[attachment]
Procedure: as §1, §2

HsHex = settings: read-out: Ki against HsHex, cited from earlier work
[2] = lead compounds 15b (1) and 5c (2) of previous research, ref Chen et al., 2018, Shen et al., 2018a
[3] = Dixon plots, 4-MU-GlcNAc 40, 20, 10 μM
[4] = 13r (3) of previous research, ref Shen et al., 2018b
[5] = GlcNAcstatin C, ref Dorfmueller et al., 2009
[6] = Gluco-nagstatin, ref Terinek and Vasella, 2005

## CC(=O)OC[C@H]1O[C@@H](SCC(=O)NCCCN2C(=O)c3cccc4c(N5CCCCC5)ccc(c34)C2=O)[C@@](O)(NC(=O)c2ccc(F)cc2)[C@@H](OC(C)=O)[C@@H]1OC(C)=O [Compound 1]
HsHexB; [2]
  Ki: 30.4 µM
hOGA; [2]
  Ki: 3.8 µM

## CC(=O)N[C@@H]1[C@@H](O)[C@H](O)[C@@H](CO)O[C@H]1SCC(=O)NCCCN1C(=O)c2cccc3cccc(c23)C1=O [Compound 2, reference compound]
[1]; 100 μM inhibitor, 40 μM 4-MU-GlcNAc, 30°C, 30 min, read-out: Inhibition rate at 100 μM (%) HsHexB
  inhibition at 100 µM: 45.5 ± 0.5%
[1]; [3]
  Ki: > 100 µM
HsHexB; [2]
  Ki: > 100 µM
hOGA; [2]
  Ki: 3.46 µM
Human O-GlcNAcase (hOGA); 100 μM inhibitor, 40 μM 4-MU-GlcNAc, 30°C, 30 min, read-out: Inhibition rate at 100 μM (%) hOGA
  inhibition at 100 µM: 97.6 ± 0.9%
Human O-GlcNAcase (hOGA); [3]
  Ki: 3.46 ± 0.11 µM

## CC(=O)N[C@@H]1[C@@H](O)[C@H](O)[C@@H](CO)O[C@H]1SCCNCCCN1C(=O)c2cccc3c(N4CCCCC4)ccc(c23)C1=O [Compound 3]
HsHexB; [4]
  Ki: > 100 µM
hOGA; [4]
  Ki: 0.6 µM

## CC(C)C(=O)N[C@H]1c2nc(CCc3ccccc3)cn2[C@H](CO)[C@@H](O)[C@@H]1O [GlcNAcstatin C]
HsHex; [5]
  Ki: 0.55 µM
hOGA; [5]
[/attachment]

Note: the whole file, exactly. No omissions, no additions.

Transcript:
Procedure: as §1, §2

HsHex = settings: read-out: Ki against HsHex, cited from earlier work
[2] = lead compounds 15b (1) and 5c (2) of previous research, ref Chen et al., 2018, Shen et al., 2018a
[3] = Dixon plots, 4-MU-GlcNAc 40, 20, 10 μM
[4] = 13r (3) of previous research, ref Shen et al., 2018b
[5] = GlcNAcstatin C, ref Dorfmueller et al., 2009
[6] = Gluco-nagstatin, ref Terinek and Vasella, 2005

## CC(=O)OC[C@H]1O[C@@H](SCC(=O)NCCCN2C(=O)c3cccc4c(N5CCCCC5)ccc(c34)C2=O)[C@@](O)(NC(=O)c2ccc(F)cc2)[C@@H](OC(C)=O)[C@@H]1OC(C)=O [Compound 1]
HsHexB; [2]
  Ki: 30.4 µM
hOGA; [2]
  Ki: 3.8 µM

## CC(=O)N[C@@H]1[C@@H](O)[C@H](O)[C@@H](CO)O[C@H]1SCC(=O)NCCCN1C(=O)c2cccc3cccc(c23)C1=O [Compound 2, reference compound]
[1]; 100 μM inhibitor, 40 μM 4-MU-GlcNAc, 30°C, 30 min, read-out: Inhibition rate at 100 μM (%) HsHexB
  inhibition at 100 µM: 45.5 ± 0.5%
[1]; [3]
  Ki: > 100 µM
HsHexB; [2]
  Ki: > 100 µM
hOGA; [2]
  Ki: 3.46 µM
Human O-GlcNAcase (hOGA); 100 μM inhibitor, 40 μM 4-MU-GlcNAc, 30°C, 30 min, read-out: Inhibition rate at 100 μM (%) hOGA
  inhibition at 100 µM: 97.6 ± 0.9%
Human O-GlcNAcase (hOGA); [3]
  Ki: 3.46 ± 0.11 µM

## CC(=O)N[C@@H]1[C@@H](O)[C@H](O)[C@@H](CO)O[C@H]1SCCNCCCN1C(=O)c2cccc3c(N4CCCCC4)ccc(c23)C1=O [Compound 3]
HsHexB; [4]
  Ki: > 100 µM
hOGA; [4]
  Ki: 0.6 µM

## CC(C)C(=O)N[C@H]1c2nc(CCc3ccccc3)cn2[C@H](CO)[C@@H](O)[C@@H]1O [GlcNAcstatin C]
HsHex; [5]
  Ki: 0.55 µM
hOGA; [5]